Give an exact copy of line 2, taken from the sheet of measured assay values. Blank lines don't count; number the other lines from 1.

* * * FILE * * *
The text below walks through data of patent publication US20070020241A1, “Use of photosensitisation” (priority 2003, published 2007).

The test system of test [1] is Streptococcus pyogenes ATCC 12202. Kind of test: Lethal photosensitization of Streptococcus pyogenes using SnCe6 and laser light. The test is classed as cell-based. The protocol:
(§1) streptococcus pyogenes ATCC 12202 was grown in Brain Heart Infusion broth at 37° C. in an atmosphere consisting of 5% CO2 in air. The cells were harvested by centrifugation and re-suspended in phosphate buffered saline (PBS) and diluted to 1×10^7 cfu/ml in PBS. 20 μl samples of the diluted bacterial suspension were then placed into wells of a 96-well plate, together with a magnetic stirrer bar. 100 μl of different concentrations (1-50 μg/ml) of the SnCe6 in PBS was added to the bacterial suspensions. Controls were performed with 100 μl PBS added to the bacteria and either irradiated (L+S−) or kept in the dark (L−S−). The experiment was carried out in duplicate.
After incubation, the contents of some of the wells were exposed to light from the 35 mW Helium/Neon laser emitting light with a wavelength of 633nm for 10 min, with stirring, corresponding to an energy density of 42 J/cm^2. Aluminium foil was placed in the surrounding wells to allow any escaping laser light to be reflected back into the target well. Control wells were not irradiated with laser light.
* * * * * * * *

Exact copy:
The test system of test [1] is Streptococcus pyogenes ATCC 12202. Kind of test: Lethal photosensitization of Streptococcus pyogenes using SnCe6 and laser light. The test is classed as cell-based. The protocol: